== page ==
Thursday, September 28, 2017
By: Marina Neuman
Produced & edited by: Jacob Solether
After years of warning, it is no longer possible to ignore Japan's
dramatically shrinking population.
Photo from NPR.org
In five years, the population has fallen by almost 1 million people. Japan’s total fertility rate had hit 1.41 children born per woman, according to the CIA, meaning Japan has one of the lowest birth rates in the world. Further estimates by the National Institute of Population and Social Security Research predict Japan’s population will continue to fall, hitting 97 million by 2015, this would be a dramatic decrease from the 127.5 million people reported in 2012.
It began following World War II, when Japanese Prime Minister Shigeru Yoshida made rebuilding Japan’s economy his top priority. While his efforts 65 year ago largely helped Japan to become the third-largest economy in the world today, the negative impact is clear.
“During the 1950’s, women's university enrollment rate exceeded 40%," Tokyo University economist Hiroshi Yoshida said. But as more women entered the workforce and businesses began to ask more of their employees, fertility began to plummet.
However, Japanese culture is beginning to change, and fewer young people than ever are dating and marrying. A 2010 survey by the National Institute of Population and Social Security shows 61 percent of unmarried men and 49 percent of women aged 18-34 were not in a romantic relationship, up almost 10 percent from five years earlier. Another study found one-third of people under 30 had never dated at all. “I think most young people just can't be bothered.” Mioko Nemec, a Japanese woman studying at Ohio University, said. “Women want to focus on a career instead of being pushed into the role of a wife and mother.”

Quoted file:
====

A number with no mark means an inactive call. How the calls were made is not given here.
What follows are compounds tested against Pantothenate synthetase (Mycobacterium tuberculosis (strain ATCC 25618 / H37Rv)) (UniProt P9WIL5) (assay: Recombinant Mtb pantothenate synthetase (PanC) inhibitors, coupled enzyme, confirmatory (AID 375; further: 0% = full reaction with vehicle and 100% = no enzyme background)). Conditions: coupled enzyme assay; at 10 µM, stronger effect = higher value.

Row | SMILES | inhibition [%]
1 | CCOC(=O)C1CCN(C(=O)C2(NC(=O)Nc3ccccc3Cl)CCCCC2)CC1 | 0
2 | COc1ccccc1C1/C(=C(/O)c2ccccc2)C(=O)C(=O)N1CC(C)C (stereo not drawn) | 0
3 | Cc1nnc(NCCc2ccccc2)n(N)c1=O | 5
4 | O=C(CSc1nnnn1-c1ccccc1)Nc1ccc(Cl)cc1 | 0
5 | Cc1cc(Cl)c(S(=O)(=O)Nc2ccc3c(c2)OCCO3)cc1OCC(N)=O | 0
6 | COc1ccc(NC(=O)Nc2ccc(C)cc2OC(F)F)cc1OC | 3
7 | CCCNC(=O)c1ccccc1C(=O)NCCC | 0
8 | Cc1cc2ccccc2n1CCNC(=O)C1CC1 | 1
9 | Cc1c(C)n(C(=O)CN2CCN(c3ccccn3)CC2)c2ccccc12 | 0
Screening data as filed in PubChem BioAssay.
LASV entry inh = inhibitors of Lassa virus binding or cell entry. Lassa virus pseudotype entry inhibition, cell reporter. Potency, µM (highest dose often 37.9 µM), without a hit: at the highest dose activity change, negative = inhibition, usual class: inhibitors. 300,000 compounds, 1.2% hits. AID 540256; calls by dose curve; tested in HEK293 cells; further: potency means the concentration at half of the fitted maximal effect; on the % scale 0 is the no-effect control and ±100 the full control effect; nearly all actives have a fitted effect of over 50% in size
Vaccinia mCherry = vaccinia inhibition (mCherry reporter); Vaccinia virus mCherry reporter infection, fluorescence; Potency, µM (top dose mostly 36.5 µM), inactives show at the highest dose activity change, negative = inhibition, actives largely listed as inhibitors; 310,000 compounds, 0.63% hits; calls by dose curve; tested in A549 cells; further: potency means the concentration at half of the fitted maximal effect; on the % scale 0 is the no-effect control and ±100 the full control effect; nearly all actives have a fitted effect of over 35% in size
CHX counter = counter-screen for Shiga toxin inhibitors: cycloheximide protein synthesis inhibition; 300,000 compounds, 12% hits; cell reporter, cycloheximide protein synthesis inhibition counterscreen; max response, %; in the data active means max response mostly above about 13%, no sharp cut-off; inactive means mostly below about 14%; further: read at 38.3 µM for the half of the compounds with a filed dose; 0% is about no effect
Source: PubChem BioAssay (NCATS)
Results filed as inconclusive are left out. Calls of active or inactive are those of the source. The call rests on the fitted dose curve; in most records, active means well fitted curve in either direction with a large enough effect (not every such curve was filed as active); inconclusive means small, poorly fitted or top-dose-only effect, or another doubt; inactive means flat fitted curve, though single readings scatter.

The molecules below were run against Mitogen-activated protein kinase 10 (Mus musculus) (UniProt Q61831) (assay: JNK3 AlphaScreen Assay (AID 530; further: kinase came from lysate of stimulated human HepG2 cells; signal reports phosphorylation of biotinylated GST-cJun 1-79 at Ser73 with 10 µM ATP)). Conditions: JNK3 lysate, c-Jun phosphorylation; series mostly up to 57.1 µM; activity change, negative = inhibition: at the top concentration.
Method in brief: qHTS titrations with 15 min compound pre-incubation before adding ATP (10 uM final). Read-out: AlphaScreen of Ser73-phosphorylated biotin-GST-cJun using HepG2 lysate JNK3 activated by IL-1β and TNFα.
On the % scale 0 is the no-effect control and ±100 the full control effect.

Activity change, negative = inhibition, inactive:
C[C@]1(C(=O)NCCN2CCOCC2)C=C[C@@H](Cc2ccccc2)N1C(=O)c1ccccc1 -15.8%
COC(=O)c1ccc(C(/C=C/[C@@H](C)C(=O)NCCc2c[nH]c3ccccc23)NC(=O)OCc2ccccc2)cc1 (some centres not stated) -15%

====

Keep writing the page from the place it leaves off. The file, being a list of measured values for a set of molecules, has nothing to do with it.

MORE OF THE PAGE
In order to encourage an increased birth rate, the Japanese government began to host speed dating events and fatherhood classes to help men see themselves in a parental role, but that isn’t enough — corporations also need woman-friendly policies.
“Theoretically, Japan offers a parenting leave system for up to three years, mothers can only be paid during the first year,” said Rieko Kishi Fukuzawa, a nurse and midwife in Tsukuba, Japan. “This forces many to return to work earlier than they would typically wish, due to financial reasons.”
Gender norms and cultural expectations also typically interfere with work and children. Although husbands can now spend more time with their new babies than was previously custom, few men take paternity leave.
“To me, it is the way that some young people don't trust a marriage value,” said Risako Tanaka, a stringer for NHK in Tokyo. “Overall, young people are less interested in a complicated relationship. On the other hand, some people put their career first.”
When compared to the U.S Tanaka says, ‘In Japan, and in the US, if women seek for a same promotion/wage as man does, she needs to work twice or triple. There is a gender bias, and in Japanese mind, people put high values on their professions. It is quite a difference in terms of women's role as well. If you are married and working, you are expected to do perfectly at home and at work. Japanese wives do most of the house choirs (which is more time-consuming than here in the US).”
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